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Lisa Corrine Davis, Andres Ferrandis, and Philly abstractions

Tuesday Night Painting #31

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Lisa Corinne Davis, “Flitting Foundation” (2019), oil on canvas, 40 x 30 inches

Hello painters,


👻 BOO!! 👻 

Did I get you?

This is the
🎃 Halloween 🎃 edition of Tuesday Night Painting.

Today all of the paintings you'll see are going to be only black and orange, to help get you into the mood.

Actually, the more I think about it, that's going to be kind of difficult. Would you settle for just autumn colors? If you look at it a certain way, the painting above by Lisa Corinne Davis could bring to mind falling leaves blown into a semi-circle by the wind.

Okay, for real, this week I have another collection of links for you from all around. Today we're going to take a trip to New York, San Antonio, New York again, and Philly, and we'll also talk about how people are using color to deal with being cooped up at home.

Lisa Corinne Davis, “Notional Norm” (2020), acrylic and oil on panel, 24 x 18 inches
Lisa Corinne Davis, “Deceptive Dimension” (2020), oil on canvas, 20 x 16 inches
First up is All Shook Up, a collection of paintings by Lisa Corrine Davis, on exhibit at Pamela Salisbury Gallery.

Even from the relatively small images on the gallery's website, these paintings have a lot of personality per square inch. The paintings we looked at last week, the Frank Bowlings and Sam Gilliams, were enormous canvases that stretched out sometimes for ten feet, sometimes for ten yards.

These paintings by Davis are more modestly sized, more human in scale. You can take them in more or less at one glance, but like I said, they are packed with so much detail that one glance isn't enough.
Captuous Computation, 2019, oil on canvas, 30 x 40 inches
Schematic Sham, 2020, Acrylic and oil on paper, 14 x 12 inches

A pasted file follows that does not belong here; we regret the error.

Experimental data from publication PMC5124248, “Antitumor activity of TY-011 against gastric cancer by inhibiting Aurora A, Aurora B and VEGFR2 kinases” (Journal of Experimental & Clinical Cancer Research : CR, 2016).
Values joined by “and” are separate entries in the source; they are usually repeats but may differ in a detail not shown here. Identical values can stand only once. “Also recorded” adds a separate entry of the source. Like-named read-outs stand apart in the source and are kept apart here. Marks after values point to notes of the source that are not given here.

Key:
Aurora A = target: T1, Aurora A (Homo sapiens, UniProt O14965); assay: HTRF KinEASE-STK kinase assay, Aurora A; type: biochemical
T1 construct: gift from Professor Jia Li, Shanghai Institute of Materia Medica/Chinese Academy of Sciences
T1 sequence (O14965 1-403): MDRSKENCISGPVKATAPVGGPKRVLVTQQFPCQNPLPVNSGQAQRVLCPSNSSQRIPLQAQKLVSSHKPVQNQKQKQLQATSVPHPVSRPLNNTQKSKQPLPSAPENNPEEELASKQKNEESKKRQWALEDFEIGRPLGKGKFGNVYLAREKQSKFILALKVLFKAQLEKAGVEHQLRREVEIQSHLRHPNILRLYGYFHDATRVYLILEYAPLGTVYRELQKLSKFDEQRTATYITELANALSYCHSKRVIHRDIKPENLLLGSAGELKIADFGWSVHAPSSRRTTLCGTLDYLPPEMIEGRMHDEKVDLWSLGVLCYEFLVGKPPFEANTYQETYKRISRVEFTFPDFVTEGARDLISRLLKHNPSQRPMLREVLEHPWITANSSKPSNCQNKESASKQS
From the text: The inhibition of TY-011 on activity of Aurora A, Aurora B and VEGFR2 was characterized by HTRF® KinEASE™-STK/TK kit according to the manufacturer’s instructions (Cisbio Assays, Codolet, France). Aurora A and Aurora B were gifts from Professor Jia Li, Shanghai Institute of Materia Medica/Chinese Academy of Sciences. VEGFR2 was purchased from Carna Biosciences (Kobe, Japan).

Davis is quoted as saying her paintings begin "on canvas, with paint" which might seem like an obvious place to start, but tells us a lot about her working method. There are no sketches or plans or blueprints to these pieces. Davis starts out her compositions, potentially scraping away many beginnings before settling on the direction she wants to head in, occasionally leaving those base layers visible as ghostly images of paintings that will never be.
Davis's paintings can bring up a lot of associations: grids, charts, topographical maps. There are layers to her linework and her colors which weave in and out and on top of each other. There are systems at work here which operate on a scale that is unknowable but we can imagine it to be nearly infinite, the way that the network of lines extends out beyond the edge of the canvas. There's no way to know where they stop, but also no way to decipher what the fragment of code in front of us means.

Similar in theme to the works of Julie Mehretu, with each of Davis's canvas, there's a complex web of information in front of us that mirrors our day to day interaction with technology. The lines on the canvas trace the path of the invisible hand of the artist, but they could easily be tracking movements of data, of people, of Ubers, or whatever else.

You can read a review of Davis's most recent show here at Hyperallergic, visit the gallery's page here, and see more paintings by the artist at her website here